Many have rightly praised the film for its strong feminist undertones, which certainly did not make their way into the picture by accident. I suspect that undercurrent stemmed, partially, from Miller’s decision to bring in feminist playwright Eve Ensler (Vagina Monologues) to act as a sort of motivational speaker for some of the actors.
Charlize Theron’s Imperator Furiosa is an unconventional action hero; one that subverts the very perception our culture has of what an action hero should be (Furiosa certainly isn’t the first female action hero, but Mad Max made a ton of money, so she was highly visible). One of Fury Road’s more discernible statements relating to feminism occurs when Max fails repeatedly to hit a long range rifle shot, forcing Furiosa to take the gun and show Max how it’s done (this, I might add, is one of the film’s many, mostly dialogue-free exchanges). There are also Immortan Joe’s wives, who were the primary recipients of Ensler’s wisdom. Initially, the wives act as the film’s McGuffin — just a plot device, really. However, over the course of the story, they grow into substantial and developed characters, each getting their own moments of glory.
It’s clear that Miller inserted this feminist language into his film intentionally. Obviously, these ideas are meaningful to the director, but, knowing that his many female actors needed a sense of empowerment — a perspective that he himself could not provide — to effectively play their roles, he stepped aside and asked Ensler to bring that viewpoint to the picture. Ensler, of course, has been a critical voice in the second-wave feminist movement, and her contributions to Fury Road, though unseen on the surface, went a long way in fleshing out characters who might otherwise have just been cardboard cutouts of real people.
Although Ensler’s time spent on the production was minimal — just about a week spent on set — her input was invaluable. The wives — The Splendid Angharad (Rosie Huntington-Whiteley), Toast the Knowing (Zoë Kravitz), Capable (Riley Keough), The Dag (Abbey Lee Kershaw) and Cheedo the Fragile (Courtney Eaton) — are central to Fury Road’s narrative. We need to believe in their quest and their ability to succeed for the film’s plot to work. This is the invisible work of a brilliant director: knowing when to get out of the way of those who know better, ceding some control over the work to help build a better whole.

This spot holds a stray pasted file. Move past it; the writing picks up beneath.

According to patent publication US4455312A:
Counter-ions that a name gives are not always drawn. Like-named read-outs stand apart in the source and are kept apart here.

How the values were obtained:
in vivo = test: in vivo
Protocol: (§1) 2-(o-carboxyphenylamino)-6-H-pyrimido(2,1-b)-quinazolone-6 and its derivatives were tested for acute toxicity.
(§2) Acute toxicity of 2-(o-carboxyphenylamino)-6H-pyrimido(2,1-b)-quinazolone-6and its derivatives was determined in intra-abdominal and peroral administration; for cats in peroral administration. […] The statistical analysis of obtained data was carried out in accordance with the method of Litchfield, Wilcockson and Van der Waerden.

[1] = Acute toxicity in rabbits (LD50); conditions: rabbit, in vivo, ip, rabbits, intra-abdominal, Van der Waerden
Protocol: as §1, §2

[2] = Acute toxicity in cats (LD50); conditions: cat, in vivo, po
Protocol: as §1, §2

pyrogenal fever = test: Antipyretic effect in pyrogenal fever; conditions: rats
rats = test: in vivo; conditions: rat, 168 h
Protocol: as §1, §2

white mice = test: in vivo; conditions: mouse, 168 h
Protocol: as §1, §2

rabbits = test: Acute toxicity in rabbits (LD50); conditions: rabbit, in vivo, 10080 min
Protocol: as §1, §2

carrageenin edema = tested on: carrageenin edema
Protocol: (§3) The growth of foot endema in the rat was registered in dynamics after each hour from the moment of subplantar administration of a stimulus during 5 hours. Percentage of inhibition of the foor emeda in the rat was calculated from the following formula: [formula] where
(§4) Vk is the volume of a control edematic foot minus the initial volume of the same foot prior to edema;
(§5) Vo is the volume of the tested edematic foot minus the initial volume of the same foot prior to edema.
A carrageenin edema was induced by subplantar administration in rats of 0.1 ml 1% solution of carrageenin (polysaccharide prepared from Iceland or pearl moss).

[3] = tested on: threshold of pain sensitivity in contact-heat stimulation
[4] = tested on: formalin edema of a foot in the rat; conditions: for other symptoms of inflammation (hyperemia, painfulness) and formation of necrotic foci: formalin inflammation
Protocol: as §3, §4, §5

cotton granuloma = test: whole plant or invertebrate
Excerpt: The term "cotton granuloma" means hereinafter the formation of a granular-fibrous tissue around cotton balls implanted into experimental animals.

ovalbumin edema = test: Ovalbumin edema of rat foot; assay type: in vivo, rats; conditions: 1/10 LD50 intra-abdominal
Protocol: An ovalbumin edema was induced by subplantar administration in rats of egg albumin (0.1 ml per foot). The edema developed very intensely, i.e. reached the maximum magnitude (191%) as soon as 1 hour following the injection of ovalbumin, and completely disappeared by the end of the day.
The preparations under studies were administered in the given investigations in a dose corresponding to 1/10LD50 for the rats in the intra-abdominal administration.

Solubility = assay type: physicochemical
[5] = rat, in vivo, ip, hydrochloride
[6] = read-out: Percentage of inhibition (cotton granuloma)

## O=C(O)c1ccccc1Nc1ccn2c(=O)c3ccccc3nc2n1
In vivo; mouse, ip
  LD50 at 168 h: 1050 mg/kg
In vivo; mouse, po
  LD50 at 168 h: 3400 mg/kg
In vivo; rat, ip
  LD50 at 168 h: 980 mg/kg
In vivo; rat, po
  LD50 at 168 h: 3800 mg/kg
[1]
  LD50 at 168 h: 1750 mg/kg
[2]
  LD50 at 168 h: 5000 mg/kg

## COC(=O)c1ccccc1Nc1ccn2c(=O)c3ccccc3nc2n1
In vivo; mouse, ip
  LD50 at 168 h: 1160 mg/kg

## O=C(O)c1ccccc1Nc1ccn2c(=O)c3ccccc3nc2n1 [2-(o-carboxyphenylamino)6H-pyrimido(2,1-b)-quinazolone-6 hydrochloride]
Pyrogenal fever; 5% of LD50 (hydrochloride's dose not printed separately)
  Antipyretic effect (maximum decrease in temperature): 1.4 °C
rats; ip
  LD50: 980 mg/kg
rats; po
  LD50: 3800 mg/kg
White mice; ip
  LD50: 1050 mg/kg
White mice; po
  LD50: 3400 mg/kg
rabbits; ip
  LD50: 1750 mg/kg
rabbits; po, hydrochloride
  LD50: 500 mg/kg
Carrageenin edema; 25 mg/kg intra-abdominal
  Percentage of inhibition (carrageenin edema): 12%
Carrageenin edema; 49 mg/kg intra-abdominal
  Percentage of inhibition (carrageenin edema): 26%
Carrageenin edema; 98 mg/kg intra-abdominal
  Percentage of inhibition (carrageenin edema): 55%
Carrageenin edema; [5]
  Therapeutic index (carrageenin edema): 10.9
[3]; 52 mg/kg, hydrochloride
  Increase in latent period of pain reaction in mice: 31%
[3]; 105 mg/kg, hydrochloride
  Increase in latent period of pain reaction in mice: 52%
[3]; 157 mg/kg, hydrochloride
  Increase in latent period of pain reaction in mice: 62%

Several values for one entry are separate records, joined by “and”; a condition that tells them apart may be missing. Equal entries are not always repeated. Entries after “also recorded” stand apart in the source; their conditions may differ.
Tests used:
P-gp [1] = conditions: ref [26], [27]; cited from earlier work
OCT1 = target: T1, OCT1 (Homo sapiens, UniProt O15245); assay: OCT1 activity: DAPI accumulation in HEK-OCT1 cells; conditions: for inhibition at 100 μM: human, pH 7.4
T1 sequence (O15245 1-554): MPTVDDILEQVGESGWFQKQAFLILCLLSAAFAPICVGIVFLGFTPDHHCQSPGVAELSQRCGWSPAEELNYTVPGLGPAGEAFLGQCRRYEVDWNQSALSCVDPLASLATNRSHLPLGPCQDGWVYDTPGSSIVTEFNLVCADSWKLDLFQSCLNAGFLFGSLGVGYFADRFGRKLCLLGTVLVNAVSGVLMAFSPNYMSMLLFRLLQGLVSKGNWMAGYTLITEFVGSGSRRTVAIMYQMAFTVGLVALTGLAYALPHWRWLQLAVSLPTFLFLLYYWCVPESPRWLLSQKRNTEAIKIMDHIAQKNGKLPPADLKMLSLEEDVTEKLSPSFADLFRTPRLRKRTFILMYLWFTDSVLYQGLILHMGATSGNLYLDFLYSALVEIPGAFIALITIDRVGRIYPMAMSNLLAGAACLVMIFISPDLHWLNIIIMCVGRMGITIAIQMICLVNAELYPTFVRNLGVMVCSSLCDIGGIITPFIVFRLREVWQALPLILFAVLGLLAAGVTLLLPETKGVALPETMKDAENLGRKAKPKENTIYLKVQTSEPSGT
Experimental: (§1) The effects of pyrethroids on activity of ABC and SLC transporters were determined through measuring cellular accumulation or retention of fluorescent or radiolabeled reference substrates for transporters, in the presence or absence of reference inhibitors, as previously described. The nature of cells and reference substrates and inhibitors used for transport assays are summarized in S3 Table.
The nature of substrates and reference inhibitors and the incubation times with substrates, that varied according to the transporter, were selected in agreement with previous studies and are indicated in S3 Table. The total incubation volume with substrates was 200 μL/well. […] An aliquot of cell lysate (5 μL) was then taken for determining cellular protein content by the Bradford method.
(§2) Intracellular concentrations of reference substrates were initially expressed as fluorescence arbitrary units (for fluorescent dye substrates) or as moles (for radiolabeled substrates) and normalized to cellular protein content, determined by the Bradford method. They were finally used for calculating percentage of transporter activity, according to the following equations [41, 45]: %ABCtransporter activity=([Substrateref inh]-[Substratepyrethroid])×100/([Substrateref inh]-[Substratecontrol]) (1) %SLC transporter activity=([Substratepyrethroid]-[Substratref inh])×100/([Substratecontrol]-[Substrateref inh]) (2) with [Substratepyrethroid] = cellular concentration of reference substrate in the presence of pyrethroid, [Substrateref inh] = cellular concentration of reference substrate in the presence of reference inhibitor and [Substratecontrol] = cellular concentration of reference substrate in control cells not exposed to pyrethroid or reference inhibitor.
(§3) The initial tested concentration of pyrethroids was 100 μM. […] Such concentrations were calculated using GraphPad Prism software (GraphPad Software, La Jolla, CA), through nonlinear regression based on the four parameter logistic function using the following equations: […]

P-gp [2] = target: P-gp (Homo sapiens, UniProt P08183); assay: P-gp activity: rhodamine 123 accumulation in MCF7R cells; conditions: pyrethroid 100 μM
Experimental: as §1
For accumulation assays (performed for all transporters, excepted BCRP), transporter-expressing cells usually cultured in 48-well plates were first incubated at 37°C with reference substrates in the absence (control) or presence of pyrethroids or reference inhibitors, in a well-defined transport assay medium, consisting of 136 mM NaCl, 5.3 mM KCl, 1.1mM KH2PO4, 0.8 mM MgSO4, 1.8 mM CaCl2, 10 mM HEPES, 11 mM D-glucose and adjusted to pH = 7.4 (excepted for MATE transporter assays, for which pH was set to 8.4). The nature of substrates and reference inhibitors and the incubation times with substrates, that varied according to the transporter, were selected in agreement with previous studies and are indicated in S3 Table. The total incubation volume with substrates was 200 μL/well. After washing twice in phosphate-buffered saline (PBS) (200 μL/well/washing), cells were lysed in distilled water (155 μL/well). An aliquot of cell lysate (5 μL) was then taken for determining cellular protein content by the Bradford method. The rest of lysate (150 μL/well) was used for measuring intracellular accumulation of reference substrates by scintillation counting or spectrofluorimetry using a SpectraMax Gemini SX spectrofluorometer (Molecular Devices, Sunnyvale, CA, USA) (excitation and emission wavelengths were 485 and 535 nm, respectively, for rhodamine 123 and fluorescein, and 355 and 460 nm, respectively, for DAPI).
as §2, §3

Similarly, Miller’s second unseen decision, which influenced Fury Road, occurred during the film’s editing. For any movie, editing is vital. The editor gives a film its rhythm, more so than even the screenwriter who plotted the script. With action flicks, the tempo of the piece is even more crucial. The audience must be consistently thrilled, but the action can’t become overwhelming.
Interestingly, Miller brought in his wife, Margaret Sixel, to cut the picture. Sixel is certainly an experienced editor (she even worked with her husband in the past on two of his family films, Happy Feet and Babe: Pig in the City), but throughout her career, she hasn’t done anything even close to a monster-budget blockbuster like Fury Road nor did she have any interest in working on an action film in the first place.
It turned out, however, to absolutely be the right decision. Sixel’s editing here is nearly flawless and she has dozens of awards and nominations — including an Academy Award nomination — to prove it. Regardless, there’s no way Miller could have known that at the time, so it was a huge risk. Whether Miller asked his wife to edit the picture as way of subliminally injecting another layer of feminist language into the film, or if he was just seeking an outsider’s perspective on the action — or both — matters not. What matters is Miller knew that his editor must possess a grasp of the story, the characters and the overall aim of the film in the same way that he did. By all accounts, Sixel certainly met those requirements.
I don’t really have any faith that George Miller will win Best Director come this Sunday. He hasn’t been campaigning for the film in the media the way other directors have (*cough* Alejandro González Iñárritu *cough*), and the Academy so rarely gets it right, so why would they here? No, I don’t think he’ll win, but that doesn’t change anything. He’s still the year’s Best Director, no matter what the Academy’s outdated voting body has to say about the matter.